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The Church of the Divine Wisdom (Hagia Sophia in Greek) in Sultanahmet, Istanbul (map), is one of the most impressive and important buildings ever constructed.
Its wide, flat dome was a daring engineering feat in the 6th century, and architects still marvel at the building's many innovations.
Called Hagia Sophia in Greek, Sancta Sophia in Latin, Ayasofya in Turkish, it was built on the site of Byzantium's acropolis (map) by Emperor Justinian (527-65 AD) in 537 AD.Ayasofya was the greatest church in Christendom, and was meant to be. According to Prof. Robert Osterhout, it was built to surpass the gigantic Church of St Polyeuchtos erected by Julia Anitzia, scion of the line of Theodosian emperors.
Julia meant her church, a "recreation" of the Temple of Jerusalem, to symbolize her wealth, power and legitimate claim to the throne of Byzantium. Justinian had to out-build her to establish his own legitimacy—and he did.
His church remained the largest church ever built until St Peter's Basilica was constructed in Rome a thousand years later. (Julia's church, by the way, was destroyed by an earthquake. You can see a few pitiful ruins of it near the traffic under/overpass between the Istanbul Belediye Saray? [City Hall] and Aqueduct of Valens [Bozdo?an Kemeri](map).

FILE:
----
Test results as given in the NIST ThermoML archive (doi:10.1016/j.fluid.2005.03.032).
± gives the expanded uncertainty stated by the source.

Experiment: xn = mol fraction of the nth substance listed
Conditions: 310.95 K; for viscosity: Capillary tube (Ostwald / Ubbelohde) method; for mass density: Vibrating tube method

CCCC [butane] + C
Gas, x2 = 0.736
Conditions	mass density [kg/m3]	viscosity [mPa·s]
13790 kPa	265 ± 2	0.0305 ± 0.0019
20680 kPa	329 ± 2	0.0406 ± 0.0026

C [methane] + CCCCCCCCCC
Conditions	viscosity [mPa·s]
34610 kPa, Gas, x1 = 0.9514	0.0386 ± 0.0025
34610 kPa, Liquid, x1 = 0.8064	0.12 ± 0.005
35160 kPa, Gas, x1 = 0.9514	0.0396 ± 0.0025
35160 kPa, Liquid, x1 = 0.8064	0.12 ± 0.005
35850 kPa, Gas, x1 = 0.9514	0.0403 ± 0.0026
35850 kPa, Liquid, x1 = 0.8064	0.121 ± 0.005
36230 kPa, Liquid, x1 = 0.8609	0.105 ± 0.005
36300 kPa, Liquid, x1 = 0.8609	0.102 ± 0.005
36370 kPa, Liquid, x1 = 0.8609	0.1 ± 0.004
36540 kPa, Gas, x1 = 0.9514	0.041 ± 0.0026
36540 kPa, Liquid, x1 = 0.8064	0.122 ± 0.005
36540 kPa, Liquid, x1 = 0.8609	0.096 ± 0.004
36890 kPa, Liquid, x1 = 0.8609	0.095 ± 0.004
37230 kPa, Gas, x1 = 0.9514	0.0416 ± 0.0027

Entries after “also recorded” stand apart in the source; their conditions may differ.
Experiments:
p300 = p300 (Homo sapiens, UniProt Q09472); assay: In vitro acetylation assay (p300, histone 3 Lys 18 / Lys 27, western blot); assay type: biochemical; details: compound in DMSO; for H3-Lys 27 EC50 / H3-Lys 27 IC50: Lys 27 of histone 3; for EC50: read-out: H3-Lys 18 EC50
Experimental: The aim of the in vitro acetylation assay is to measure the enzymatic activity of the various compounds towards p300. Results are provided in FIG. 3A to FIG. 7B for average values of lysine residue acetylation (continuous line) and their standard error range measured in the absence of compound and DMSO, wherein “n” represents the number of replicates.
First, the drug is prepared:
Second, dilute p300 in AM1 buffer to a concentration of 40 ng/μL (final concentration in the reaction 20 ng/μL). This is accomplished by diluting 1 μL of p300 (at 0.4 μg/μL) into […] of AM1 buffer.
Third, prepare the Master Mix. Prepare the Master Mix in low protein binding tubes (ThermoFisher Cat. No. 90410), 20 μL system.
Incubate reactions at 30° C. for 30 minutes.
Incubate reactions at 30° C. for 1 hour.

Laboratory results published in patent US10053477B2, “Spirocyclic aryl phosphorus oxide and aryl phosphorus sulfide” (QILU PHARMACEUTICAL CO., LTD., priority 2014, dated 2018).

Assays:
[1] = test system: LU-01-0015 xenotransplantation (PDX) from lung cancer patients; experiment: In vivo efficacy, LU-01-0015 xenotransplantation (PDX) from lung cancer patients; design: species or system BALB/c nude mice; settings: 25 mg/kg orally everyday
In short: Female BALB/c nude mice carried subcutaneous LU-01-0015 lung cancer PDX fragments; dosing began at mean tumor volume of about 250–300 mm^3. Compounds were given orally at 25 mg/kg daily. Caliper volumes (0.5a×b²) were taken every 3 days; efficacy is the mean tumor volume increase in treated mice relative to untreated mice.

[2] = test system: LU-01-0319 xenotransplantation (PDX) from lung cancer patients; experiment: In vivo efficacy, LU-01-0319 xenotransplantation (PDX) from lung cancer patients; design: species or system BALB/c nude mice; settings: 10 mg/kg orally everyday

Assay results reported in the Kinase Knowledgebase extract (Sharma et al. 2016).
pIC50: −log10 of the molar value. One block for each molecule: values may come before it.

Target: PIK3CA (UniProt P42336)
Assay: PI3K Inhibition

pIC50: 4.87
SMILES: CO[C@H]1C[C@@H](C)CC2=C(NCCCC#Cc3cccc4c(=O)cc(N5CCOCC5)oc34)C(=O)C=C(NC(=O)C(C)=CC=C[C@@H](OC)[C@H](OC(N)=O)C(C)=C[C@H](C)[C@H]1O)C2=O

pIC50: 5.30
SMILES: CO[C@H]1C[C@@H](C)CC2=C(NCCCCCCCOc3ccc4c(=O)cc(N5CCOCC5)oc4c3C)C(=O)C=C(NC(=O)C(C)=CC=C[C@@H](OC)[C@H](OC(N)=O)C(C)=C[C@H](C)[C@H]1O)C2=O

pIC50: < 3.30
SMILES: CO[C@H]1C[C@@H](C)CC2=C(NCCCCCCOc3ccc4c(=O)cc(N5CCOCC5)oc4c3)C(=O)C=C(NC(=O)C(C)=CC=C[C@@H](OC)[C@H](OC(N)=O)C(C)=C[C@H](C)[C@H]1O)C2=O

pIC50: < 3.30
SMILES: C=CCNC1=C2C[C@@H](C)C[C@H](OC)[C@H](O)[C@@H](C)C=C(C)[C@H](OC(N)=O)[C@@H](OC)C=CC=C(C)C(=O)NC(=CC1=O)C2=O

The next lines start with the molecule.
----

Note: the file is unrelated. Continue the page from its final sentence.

Being the world's most impressive building, it's no wonder that Mehmet the Conqueror proclaimed it a mosque soon after his conquest of the city from the Byzantines in 1453.
It served as Istanbul's most revered mosque until 1935 when Atatürk, recognizing its world-historical significance, had it proclaimed a museum, as it is now.
Although most of the building is still a museum, a room on the east side was opened in 2007 as a prayer-place (Ibadete Aç?k K?sm?), and the call to prayer is proclaimed from the minaret above it.
Ayasofya is awe-inspiring—one of the first things to see when you're in Istanbul. Luckily, it's right next to Topkap? Palace, the Blue Mosque and the Byzantine Hippodrome, and right across the street from Yerebatan, the Sunken Palace Cistern.
The 30 million gold tesserae (tiny mosaic tiles) which cover the church's interior—especially the dome—are now being restored to the brilliance they boasted 1500 years ago. The interior was filled with scaffolding for more than 17 years, but as of February 2010, much of the scaffolding has been removed, so if you visited before when the scaffolding was in place, you may want to visit again. There's more to see, and it looks far better, since therestoration.